exploits of the priestesses and other young women. As Aphrodite
is the goddess of love, who knows where the truth lies?
Further east stands Petra tou Romiou, or the Rock of Aphrodite,
on one of the most spectacular sections of the Cyprus coast. Chalk
white cliffs tower over the turquoise waters of the Mediterranean,
and waves bash against the huge rocks below. This is where Aphrodite
is said to have first set foot on Cyprus. Many people can't resist
taking a dip here, but you should be a good swimmer as there's a
Kourion was founded around 500 BC, and its ruins are fabulous to
explore. In the large Roman amphitheatre, built in the 2nd century
BC, gladiators fought wild animals and classical dramas were performed.
Restored in the 1960s, the 3,500-seat amphitheatre offers musical
and dramatic performances in May, September and October. It's worth
booking ahead - even when staged in Greek, the passion of their
plays are easily understood. Elsewhere on the site is the 4th-century
House of Eustolios with its superb mosaics, the Baths, and the outstanding
Temple of Apollo, which over a 1,200-year span - till the 4th century
AD - was one of the biggest temples on Cyprus.
North of Pafos
St. Neophytos Monastery and Enkleistra nestle high in the hills.
Born in 1134, St. Neophytos was a humble peasant who taught himself
to read and write, then travelled extensively in the Holy Land.
After returning to Pafos, he settled in a wooded valley. Using simple
tools, he carved a small cave (Enkleistra) in the hillside. Later,
prompted by the arrival of would-be monastic students, the reclusive
monk dug out a second cave, above the first one, and followed the
services in the cave below, through a connecting shaft. Lovely frescoes
adorn the cave walls, including in the tiny chapel, the saint's
cell and tomb. Between these caves and the nearby monastery are
some of the finest examples of Byzantine art in the Orthodox world.
Polis is a small, laid-back sort of town, with a few small hotels
and villas to rent, and a spectacular campsite on the Akamas peninsula.
This natural wilderness has breathtaking gorges, a spectacular coastline
- including Lara Beach, where turtles nest - and hiking trails.
One popular trail leads to the Baths of Aphrodite, where she used
to meet her lover, Adonis. It's now a somewhat murky pool within
a fig tree grove, but another trail leads from here to the clearer
Fountain of Love. Take a picnic and drink in the views.
Into the hills
The Troodos Mountains are an easy day trip from many coastal resorts
- although you may be tempted to stay for a day or two. Popular
as a ski resort in winter and a cool retreat in summer, hikers have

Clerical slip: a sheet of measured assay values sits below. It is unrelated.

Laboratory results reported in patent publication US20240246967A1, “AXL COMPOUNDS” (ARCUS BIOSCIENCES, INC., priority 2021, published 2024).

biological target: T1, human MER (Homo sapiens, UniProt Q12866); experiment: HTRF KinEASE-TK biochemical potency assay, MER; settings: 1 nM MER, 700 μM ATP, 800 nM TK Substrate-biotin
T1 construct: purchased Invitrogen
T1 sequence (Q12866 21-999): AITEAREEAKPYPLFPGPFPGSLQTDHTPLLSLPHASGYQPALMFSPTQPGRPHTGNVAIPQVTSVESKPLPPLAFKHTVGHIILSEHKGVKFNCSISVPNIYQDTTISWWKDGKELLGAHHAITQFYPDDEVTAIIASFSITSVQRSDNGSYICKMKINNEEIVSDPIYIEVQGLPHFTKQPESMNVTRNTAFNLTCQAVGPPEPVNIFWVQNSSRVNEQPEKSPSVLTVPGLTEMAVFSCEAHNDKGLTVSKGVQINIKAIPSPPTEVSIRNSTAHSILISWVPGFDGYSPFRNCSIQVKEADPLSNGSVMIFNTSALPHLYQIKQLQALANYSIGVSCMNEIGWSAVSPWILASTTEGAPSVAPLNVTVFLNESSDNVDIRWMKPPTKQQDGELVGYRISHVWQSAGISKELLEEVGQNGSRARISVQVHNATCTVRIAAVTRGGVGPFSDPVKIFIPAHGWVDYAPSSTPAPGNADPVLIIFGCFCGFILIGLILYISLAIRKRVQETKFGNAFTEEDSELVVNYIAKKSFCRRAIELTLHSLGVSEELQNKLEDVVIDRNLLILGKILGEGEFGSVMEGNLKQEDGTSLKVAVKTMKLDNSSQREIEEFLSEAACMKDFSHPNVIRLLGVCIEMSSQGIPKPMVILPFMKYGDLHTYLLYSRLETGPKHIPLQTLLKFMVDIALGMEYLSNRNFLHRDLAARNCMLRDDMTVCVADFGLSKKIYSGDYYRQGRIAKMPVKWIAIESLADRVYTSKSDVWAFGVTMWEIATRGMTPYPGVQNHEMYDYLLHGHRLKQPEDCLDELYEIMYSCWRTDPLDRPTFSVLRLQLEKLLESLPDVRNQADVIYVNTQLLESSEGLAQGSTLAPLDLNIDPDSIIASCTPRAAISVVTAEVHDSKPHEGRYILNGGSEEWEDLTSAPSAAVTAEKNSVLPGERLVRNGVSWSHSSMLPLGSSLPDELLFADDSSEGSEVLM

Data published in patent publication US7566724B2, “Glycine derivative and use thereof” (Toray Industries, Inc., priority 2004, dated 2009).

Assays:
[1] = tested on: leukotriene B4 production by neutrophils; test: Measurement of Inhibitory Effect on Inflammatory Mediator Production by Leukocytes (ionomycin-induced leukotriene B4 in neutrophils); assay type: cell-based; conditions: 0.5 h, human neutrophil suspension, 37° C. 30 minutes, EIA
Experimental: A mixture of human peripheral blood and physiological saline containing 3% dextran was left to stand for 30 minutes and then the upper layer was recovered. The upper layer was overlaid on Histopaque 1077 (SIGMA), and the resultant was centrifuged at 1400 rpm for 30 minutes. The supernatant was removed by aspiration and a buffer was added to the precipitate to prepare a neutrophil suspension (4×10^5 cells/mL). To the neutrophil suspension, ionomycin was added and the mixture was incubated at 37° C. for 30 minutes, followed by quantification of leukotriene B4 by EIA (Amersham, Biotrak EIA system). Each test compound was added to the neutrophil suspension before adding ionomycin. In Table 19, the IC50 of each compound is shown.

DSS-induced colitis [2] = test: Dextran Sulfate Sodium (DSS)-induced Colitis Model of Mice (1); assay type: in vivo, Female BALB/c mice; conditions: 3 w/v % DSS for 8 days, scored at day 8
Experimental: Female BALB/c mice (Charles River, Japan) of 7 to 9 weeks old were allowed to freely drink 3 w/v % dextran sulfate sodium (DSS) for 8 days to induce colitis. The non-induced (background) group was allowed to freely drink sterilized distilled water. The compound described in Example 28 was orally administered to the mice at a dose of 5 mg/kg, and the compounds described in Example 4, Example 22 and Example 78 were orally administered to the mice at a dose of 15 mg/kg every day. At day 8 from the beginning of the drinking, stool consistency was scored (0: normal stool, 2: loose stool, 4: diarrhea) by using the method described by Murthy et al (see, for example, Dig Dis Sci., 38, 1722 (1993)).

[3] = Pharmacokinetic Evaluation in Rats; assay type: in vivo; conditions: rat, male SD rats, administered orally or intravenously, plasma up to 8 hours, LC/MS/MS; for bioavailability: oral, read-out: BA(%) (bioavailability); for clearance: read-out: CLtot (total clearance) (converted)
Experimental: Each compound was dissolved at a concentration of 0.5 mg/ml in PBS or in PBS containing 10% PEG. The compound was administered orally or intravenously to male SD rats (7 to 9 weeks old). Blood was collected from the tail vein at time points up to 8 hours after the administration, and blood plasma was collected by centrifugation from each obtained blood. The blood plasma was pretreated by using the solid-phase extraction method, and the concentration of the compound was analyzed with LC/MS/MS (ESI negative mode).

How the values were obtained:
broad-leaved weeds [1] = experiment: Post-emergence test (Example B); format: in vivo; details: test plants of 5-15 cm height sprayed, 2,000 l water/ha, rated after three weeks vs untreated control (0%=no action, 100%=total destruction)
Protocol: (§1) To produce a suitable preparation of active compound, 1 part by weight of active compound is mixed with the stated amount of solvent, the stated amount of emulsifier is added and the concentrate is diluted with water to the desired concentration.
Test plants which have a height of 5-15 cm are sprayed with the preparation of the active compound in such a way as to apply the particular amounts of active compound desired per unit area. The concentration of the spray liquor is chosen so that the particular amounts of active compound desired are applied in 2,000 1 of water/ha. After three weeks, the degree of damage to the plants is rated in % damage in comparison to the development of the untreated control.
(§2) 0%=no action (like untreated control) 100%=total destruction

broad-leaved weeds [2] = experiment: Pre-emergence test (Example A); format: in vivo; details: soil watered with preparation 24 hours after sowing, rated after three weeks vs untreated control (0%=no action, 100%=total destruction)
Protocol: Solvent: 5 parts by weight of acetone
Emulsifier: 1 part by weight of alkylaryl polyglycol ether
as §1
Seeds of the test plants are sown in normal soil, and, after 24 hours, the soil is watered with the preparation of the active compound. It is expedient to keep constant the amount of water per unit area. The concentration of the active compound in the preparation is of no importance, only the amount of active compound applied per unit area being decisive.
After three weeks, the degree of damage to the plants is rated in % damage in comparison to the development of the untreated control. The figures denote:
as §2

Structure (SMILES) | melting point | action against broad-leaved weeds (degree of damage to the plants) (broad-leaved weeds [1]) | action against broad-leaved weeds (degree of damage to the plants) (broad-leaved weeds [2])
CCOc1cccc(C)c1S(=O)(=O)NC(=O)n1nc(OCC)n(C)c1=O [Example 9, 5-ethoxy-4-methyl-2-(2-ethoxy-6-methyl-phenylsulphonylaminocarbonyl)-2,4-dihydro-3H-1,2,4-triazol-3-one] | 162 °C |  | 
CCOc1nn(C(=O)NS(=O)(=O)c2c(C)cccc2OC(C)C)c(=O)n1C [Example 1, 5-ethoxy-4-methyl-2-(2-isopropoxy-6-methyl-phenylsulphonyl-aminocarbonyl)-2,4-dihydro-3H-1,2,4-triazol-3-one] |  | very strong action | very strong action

hundreds of trails to explore, through the various vegetation zones.
On your way to higher climes, stop in Omodos, a village renowned
for its production of Krasochoria, one of Cyprus' best known wines,
as well as for its traditional white-washed houses with their lush
gardens. Elderly black-clad ladies sit outside, toiling over their
embroidery or lace making. You can wander into old homes with their
ancient wine presses, or inspect the Byzantine art in the Monastery
of the Holy Cross.
The mountain villages of Kato (lower) and Pano (upper) Platres
are both surrounded by thick pine-scented woodland and babbling
streams. They're small, unspoilt resorts, where the surroundings
are the star attraction. You may like to visit the sulphur springs
spa at Kalopanayiotis or the 12th-century Kykko Monastery - despite
its remote location in the pine forest, it's the most visited monastery
The charm of Cyprus is that you can switch from delving into ancient
history to hiking in the mountains, sunning by the beach, luxuriating
in a spa or enjoying a sunset cruise. The main problem is simply
deciding what to do each day.
Long a favourite with British and European vacationers, Cyprus has
a wide range of hotels, villas and apartments to offer. For further
information, check out www.cyprustourism.org
or e-mail firstname.lastname@example.org.
Prolific freelance writer and editor Joanna Ebbutt is a member
of the Society of American Travel Writers. She contributes to The
Toronto Star among other publications. She wrote the Insight
Pocket Guide: Toronto and co-authored Off The Beaten Track:
Western Canada. She is also Update Editor on Insight Guides
Canada, Insight Guides Montreal and Insight Pocket Guide